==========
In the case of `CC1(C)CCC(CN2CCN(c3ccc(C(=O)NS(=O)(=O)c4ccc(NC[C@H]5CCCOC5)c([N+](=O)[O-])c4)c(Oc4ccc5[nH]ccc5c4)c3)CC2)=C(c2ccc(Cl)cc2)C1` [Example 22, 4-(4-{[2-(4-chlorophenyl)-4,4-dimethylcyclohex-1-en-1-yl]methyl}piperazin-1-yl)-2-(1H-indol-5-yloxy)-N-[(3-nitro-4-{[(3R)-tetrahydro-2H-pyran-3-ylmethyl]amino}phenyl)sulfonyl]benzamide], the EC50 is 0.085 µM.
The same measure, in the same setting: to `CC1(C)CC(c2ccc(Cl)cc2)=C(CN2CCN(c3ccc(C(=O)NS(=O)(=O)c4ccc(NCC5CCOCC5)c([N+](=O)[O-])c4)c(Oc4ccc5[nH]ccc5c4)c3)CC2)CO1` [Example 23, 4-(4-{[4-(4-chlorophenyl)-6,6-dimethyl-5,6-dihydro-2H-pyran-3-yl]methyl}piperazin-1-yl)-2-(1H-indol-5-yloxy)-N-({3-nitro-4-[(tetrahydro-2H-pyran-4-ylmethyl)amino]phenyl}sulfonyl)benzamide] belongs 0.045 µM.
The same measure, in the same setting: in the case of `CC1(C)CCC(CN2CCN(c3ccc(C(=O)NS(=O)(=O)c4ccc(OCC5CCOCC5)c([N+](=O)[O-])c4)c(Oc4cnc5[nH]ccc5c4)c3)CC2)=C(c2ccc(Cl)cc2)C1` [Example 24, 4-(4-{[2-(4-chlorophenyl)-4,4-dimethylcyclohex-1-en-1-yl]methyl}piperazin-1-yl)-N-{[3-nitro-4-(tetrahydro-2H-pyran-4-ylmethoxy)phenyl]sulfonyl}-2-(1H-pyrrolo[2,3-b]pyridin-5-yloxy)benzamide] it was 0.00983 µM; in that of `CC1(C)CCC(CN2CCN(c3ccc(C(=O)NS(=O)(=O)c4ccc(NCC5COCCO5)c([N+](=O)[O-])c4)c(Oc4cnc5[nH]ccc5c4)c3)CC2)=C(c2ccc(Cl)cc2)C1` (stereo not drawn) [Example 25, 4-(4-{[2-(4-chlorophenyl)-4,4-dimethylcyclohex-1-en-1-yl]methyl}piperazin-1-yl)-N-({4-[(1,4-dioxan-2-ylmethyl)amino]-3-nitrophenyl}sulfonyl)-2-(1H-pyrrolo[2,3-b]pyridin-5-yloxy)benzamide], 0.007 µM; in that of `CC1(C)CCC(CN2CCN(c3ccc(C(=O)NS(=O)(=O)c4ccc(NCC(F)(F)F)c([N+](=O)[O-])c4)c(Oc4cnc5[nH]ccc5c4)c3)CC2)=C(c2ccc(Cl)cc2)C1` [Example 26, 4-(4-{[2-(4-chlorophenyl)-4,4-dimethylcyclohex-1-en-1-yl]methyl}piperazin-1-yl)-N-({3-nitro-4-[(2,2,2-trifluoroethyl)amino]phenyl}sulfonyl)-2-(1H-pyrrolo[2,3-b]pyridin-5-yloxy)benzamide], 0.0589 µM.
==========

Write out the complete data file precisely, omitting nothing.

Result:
In the case of `CC1(C)CCC(CN2CCN(c3ccc(C(=O)NS(=O)(=O)c4ccc(NC[C@H]5CCCOC5)c([N+](=O)[O-])c4)c(Oc4ccc5[nH]ccc5c4)c3)CC2)=C(c2ccc(Cl)cc2)C1` [Example 22, 4-(4-{[2-(4-chlorophenyl)-4,4-dimethylcyclohex-1-en-1-yl]methyl}piperazin-1-yl)-2-(1H-indol-5-yloxy)-N-[(3-nitro-4-{[(3R)-tetrahydro-2H-pyran-3-ylmethyl]amino}phenyl)sulfonyl]benzamide], the EC50 is 0.085 µM.
The same measure, in the same setting: to `CC1(C)CC(c2ccc(Cl)cc2)=C(CN2CCN(c3ccc(C(=O)NS(=O)(=O)c4ccc(NCC5CCOCC5)c([N+](=O)[O-])c4)c(Oc4ccc5[nH]ccc5c4)c3)CC2)CO1` [Example 23, 4-(4-{[4-(4-chlorophenyl)-6,6-dimethyl-5,6-dihydro-2H-pyran-3-yl]methyl}piperazin-1-yl)-2-(1H-indol-5-yloxy)-N-({3-nitro-4-[(tetrahydro-2H-pyran-4-ylmethyl)amino]phenyl}sulfonyl)benzamide] belongs 0.045 µM.
The same measure, in the same setting: in the case of `CC1(C)CCC(CN2CCN(c3ccc(C(=O)NS(=O)(=O)c4ccc(OCC5CCOCC5)c([N+](=O)[O-])c4)c(Oc4cnc5[nH]ccc5c4)c3)CC2)=C(c2ccc(Cl)cc2)C1` [Example 24, 4-(4-{[2-(4-chlorophenyl)-4,4-dimethylcyclohex-1-en-1-yl]methyl}piperazin-1-yl)-N-{[3-nitro-4-(tetrahydro-2H-pyran-4-ylmethoxy)phenyl]sulfonyl}-2-(1H-pyrrolo[2,3-b]pyridin-5-yloxy)benzamide] it was 0.00983 µM; in that of `CC1(C)CCC(CN2CCN(c3ccc(C(=O)NS(=O)(=O)c4ccc(NCC5COCCO5)c([N+](=O)[O-])c4)c(Oc4cnc5[nH]ccc5c4)c3)CC2)=C(c2ccc(Cl)cc2)C1` (stereo not drawn) [Example 25, 4-(4-{[2-(4-chlorophenyl)-4,4-dimethylcyclohex-1-en-1-yl]methyl}piperazin-1-yl)-N-({4-[(1,4-dioxan-2-ylmethyl)amino]-3-nitrophenyl}sulfonyl)-2-(1H-pyrrolo[2,3-b]pyridin-5-yloxy)benzamide], 0.007 µM; in that of `CC1(C)CCC(CN2CCN(c3ccc(C(=O)NS(=O)(=O)c4ccc(NCC(F)(F)F)c([N+](=O)[O-])c4)c(Oc4cnc5[nH]ccc5c4)c3)CC2)=C(c2ccc(Cl)cc2)C1` [Example 26, 4-(4-{[2-(4-chlorophenyl)-4,4-dimethylcyclohex-1-en-1-yl]methyl}piperazin-1-yl)-N-({3-nitro-4-[(2,2,2-trifluoroethyl)amino]phenyl}sulfonyl)-2-(1H-pyrrolo[2,3-b]pyridin-5-yloxy)benzamide], 0.0589 µM.